Because of his astonishing skill and the unfortunately small number of his known works, the enigmatic Dutch painter Johannes Vermeer probably has one of the highest masterpiece/oeuvre ratios in the history of art.
Among Vermeer’s (and the art world’s) most notable masterpieces is a small jewel of a painting called The Lacemaker.
It has on occasion been called the second most important painting in the collection of the Louvre, after Leonardo’s portrait of a noblewoman who may or may not be smiling.
The painting has fascinated other artists; Van Gogh wrote of the beauty of its colors in a letter to Émile Bernard, and Renoir considered it the most beautiful painting in the world.
Even among Vermeer’s often small works, The Lacemaker is a small painting, 9 5/8 x 8 1/4 in (24.5 x 21 cm), and both its size and subject invite intimacy. As we observe the young woman, who is absorbed in her craft, we get to observe Vermeer working at his; the weave of the canvas is visible through his thin layers of paint; the delicate application with which he has modeled her hands and face and the extraordinarily deft suggestion of her materials fall together in a harmonious, seemingly perfect composition.
The woman’s hands, in particular, are exquisitely painted, simultaneously naturalistic and surprisingly abstracted, the planes of the fingers almost geometric shapes. The entire painting, in fact, is remarkable for its open, spare composition and intense focus.
Vermeer deliberately played with focus here, sharply defining the hands and the workpad (as sharp as Vermeer ever allows his soft edges to get) while reducing focus on the surrounding objects, even in the foreground.
And for those who point to Vermeer’s (and other artists’) use of the camera obscura as though it were a crutch that somehow diminished his artistry, I offer my challenge that no modern artist, armed with not only a camera obscura, but all manner of photography, projectors and computer assistance, is going to match the artistry of Vermeer in similar paintings.
As a case in point, one of the artists particularly fascinated with this painting was Salvador Dalí, whose father had a copy of The Lacemaker in his study as he was growing up.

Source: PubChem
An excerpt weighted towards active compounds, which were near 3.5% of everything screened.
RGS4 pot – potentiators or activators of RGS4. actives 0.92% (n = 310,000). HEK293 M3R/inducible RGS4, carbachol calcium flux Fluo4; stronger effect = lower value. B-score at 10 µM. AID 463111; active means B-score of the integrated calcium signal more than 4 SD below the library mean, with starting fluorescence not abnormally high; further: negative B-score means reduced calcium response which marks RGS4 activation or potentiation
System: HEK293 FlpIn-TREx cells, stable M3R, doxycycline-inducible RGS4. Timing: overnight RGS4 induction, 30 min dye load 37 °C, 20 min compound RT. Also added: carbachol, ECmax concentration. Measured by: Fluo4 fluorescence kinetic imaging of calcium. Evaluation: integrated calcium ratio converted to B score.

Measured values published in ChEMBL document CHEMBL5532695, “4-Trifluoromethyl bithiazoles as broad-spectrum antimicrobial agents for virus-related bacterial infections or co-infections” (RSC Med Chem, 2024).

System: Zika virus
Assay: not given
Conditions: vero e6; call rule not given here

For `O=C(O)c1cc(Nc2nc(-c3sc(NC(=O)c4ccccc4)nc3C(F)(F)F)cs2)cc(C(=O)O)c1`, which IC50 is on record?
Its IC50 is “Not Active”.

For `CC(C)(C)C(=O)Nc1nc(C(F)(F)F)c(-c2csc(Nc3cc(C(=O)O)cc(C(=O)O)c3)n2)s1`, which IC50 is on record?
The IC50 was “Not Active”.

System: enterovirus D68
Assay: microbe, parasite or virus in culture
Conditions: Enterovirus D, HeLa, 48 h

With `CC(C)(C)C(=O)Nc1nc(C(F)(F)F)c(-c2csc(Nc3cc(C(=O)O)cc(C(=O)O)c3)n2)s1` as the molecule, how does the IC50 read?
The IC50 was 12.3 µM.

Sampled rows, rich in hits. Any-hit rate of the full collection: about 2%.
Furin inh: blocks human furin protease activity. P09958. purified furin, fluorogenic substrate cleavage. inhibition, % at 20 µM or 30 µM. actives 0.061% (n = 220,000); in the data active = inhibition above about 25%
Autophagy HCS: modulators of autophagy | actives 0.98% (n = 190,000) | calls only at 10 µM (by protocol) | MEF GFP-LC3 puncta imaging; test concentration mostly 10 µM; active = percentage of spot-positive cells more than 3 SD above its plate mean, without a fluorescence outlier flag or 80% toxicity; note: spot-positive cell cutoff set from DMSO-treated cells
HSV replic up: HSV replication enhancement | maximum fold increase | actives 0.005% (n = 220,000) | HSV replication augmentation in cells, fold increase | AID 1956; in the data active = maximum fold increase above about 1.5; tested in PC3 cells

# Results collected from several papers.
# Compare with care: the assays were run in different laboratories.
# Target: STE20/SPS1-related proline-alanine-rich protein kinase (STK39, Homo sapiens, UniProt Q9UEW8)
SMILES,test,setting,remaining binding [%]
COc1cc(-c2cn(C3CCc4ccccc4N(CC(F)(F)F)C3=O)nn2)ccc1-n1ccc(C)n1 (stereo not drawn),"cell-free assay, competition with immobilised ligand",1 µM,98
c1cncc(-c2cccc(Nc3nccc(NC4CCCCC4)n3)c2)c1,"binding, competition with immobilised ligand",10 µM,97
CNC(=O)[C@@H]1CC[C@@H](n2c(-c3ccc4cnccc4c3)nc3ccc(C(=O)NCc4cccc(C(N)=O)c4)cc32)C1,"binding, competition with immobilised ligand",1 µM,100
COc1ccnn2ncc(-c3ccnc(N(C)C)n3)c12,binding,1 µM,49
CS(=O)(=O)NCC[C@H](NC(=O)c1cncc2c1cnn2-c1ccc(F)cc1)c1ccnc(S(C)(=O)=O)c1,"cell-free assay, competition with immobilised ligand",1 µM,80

In addition to doing his Dalífied Paranoiac-Critical Study of Vermeer’s Lacemaker, in which the image explodes into a shower of rhinoceros horns, in 1955 Dali acquired permission to take his paints into the Louvre and paint a direct copy from the original (which used to be a much more common practice among artists in centuries past).
Whatever you may think of Dalís art, few who have seen his work in person can deny that he was one of the most accomplished painters of the 20th century, with a keen eye and firm grasp of old master techniques. Yet Dalí, with all his skill, produces a copy that, while a nice little painting and well painted (I’ve had the pleasure of seeing the original), still falls well short of Vermeer’s mastery, and seems forced in comparison (image below, larger version here).
As for the original, there is a feature on the Louvre’s new website that allows you to zoom way in on a selection of highlights from the collection, one of which is The Lacemaker. Unfortunately, it requires Microsoft’s Silverlight plug-in, which is not as widely installed as Flash. Those who have, or install, the plug-in can scroll to the right to find the painting, and zoom way in, a view that is particularly effective in fullscreen mode.
I’ve listed other resources below.
I’m late in mentioning this, but not too late — until this Sunday, 15 January, 2012, The Lacemaker will still be on view in the UK as part of an extraordinary exhibition in which the Louvre has allowed it to be loaned to the Fitzwilliam Museum in Cambridge. The exhibition is titled Vermeer’s Women: Secrets and Silence, and features three other Vermeers as well as a number of other Dutch Golden Age masterpieces. There is an article about the exhibition on The Guardian. There is a catalog of the exhibition, Vermeer’s Women: Secrets and Silence.
Vermeer is one of my personal favorites in all of art, and in his finest works, of which The Lacemaker is surely one, seems to transcend painting into the realm of magic — presenting us with a frozen sheet of time, distilled by his genius into the essence of seeing. But for all his apparent sorcery, he was still a painter, applying paint to canvas with brushes, seeking to express the ineffable with physical materials.
The Lacemaker has a quiet intensity and focused perfection that makes me think Vermeer found in his subject a reflection on his own absorption in, and dedication to, his craft.
For anyone, artist or otherwise, who has experienced the Zen-like state in which work or action seems to flow through you, instead of being created by effort, I think The Lacemaker should resonate with that exquisite suspension of time and thought.